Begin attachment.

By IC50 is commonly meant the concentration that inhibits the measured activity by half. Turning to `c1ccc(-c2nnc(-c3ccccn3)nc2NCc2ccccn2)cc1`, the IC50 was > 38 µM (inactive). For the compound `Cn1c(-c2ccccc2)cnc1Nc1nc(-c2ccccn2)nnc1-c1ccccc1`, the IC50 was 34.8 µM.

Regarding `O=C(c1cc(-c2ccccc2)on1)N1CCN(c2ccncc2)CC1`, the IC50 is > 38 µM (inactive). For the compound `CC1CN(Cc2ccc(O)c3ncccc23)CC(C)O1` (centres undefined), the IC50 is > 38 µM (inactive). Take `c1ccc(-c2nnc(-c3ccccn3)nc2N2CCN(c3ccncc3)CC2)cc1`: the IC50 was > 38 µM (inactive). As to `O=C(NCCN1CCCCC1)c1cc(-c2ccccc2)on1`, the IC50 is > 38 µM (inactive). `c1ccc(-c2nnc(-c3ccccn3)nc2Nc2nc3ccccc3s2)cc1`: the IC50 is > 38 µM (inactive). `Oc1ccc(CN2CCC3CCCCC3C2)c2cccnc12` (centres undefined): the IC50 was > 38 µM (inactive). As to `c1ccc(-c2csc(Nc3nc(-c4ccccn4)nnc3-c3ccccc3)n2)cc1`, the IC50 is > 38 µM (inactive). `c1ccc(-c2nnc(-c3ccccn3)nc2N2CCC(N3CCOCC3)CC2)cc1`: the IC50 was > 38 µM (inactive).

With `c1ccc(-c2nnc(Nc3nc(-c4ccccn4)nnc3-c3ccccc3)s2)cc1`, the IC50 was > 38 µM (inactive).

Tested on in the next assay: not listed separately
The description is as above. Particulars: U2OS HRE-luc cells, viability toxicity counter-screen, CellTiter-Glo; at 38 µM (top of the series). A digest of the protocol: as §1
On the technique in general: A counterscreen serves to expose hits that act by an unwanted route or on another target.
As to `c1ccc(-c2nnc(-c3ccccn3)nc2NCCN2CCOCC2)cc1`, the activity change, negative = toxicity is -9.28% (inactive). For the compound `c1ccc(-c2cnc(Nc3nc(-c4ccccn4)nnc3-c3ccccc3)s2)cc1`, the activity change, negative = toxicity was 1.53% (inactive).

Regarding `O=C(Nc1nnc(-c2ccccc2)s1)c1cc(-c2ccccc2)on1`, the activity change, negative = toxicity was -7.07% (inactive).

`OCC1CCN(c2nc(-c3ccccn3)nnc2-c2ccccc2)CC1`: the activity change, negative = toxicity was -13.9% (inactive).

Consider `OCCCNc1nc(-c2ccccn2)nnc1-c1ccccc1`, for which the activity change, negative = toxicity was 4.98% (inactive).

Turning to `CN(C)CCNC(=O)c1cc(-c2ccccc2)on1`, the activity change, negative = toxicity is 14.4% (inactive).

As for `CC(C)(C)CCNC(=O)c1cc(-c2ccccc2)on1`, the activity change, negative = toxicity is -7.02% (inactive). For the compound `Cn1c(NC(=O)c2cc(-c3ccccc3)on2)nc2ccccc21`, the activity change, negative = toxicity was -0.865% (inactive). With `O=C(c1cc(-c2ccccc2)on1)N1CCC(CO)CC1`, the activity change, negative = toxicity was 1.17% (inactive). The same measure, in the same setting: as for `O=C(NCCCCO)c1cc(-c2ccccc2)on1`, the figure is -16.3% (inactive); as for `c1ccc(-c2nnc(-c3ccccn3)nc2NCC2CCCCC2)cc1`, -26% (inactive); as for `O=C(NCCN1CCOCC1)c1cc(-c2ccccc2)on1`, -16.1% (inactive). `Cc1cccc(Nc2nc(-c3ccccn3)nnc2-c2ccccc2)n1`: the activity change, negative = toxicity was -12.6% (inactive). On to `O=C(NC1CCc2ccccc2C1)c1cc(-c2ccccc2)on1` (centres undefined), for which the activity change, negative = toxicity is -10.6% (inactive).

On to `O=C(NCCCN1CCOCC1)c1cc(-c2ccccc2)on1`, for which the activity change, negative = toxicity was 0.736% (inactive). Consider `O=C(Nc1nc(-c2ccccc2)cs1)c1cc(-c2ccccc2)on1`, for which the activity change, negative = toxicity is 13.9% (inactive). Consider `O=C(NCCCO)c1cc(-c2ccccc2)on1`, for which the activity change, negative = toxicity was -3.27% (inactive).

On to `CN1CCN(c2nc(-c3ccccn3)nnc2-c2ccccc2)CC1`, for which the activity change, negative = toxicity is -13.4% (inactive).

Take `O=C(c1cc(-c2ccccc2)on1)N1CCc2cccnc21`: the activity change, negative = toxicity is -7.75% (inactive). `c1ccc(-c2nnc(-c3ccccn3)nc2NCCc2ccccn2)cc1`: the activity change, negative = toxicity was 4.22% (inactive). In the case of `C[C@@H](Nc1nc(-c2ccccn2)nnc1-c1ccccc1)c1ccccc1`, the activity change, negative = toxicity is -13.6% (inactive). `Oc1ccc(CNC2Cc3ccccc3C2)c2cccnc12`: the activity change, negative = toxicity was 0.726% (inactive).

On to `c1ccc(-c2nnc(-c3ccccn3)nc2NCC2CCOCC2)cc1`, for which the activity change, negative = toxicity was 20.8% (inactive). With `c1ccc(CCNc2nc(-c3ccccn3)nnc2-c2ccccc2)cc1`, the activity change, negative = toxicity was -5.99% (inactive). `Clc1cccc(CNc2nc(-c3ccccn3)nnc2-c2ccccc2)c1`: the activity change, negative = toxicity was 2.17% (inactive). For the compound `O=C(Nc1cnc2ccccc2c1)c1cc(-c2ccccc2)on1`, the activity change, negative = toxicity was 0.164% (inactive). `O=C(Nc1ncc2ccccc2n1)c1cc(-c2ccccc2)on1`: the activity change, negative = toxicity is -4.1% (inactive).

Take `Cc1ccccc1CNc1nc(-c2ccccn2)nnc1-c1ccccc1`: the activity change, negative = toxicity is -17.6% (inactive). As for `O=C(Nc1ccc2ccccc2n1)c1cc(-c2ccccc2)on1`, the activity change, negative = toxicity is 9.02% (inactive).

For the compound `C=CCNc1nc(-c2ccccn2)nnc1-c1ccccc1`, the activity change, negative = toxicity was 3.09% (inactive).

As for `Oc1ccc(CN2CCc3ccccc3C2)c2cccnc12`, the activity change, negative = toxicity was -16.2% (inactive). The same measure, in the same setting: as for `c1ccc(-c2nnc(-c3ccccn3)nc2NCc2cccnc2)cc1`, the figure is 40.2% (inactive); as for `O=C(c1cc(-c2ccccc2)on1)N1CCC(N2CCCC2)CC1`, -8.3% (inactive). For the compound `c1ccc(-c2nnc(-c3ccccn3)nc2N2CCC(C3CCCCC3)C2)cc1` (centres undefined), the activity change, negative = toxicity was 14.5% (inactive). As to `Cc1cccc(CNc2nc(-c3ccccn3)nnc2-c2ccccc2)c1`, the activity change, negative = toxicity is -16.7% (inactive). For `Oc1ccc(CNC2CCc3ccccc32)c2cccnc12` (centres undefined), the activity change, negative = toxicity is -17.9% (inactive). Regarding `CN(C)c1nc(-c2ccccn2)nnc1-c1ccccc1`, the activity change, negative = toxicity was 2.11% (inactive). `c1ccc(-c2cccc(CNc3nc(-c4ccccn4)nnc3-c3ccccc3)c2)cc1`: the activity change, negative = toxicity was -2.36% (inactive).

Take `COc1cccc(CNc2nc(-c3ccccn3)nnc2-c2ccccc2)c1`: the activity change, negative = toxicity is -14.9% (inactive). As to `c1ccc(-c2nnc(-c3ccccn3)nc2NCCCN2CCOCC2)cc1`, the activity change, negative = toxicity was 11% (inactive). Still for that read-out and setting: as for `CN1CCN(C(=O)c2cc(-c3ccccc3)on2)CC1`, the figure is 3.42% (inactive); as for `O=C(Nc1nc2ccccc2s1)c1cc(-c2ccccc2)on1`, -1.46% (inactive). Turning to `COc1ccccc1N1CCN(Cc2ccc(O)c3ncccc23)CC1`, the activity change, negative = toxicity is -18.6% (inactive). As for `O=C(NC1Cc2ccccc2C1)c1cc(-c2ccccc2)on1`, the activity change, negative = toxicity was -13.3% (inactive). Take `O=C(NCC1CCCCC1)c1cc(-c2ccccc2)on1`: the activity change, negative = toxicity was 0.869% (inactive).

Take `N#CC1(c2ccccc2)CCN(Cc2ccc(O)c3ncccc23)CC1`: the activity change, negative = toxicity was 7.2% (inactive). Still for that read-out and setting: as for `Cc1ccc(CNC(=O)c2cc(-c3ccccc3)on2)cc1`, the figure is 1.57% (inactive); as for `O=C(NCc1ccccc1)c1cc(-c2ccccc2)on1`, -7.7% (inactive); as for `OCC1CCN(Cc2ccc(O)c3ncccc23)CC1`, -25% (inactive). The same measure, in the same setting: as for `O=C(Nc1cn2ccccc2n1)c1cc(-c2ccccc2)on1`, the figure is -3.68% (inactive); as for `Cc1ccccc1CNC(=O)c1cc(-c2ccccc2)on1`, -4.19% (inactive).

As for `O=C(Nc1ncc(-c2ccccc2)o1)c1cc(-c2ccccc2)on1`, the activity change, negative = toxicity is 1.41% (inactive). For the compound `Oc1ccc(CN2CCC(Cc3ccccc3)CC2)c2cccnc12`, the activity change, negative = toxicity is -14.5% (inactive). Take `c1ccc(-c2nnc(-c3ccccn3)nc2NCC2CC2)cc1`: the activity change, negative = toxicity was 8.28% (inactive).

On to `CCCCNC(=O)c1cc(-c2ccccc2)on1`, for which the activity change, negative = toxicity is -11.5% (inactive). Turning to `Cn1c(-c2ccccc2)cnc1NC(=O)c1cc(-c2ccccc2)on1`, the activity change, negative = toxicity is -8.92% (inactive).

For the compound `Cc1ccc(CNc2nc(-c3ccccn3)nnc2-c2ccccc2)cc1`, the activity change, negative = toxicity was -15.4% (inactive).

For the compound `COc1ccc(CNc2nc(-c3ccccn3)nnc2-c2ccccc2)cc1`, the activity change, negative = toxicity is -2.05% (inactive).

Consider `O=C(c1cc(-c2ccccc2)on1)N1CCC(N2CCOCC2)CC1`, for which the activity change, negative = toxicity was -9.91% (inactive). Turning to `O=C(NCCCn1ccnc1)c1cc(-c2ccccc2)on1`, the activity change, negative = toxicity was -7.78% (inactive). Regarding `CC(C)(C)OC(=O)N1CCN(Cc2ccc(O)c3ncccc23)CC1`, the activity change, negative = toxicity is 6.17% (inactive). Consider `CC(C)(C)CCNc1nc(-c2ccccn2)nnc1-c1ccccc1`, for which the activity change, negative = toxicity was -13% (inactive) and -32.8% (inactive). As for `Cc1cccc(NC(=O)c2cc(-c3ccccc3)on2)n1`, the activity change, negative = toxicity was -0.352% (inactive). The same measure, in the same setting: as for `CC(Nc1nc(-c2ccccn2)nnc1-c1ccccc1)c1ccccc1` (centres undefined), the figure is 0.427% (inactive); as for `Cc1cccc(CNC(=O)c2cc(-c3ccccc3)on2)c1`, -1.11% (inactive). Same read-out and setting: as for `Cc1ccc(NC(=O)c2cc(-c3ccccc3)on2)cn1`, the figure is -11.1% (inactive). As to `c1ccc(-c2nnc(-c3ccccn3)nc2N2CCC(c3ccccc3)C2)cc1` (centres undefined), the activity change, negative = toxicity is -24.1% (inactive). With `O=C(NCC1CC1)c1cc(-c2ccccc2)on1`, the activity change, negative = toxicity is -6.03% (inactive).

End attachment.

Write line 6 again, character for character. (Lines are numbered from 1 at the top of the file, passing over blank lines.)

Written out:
On the technique in general: A counterscreen serves to expose hits that act by an unwanted route or on another target.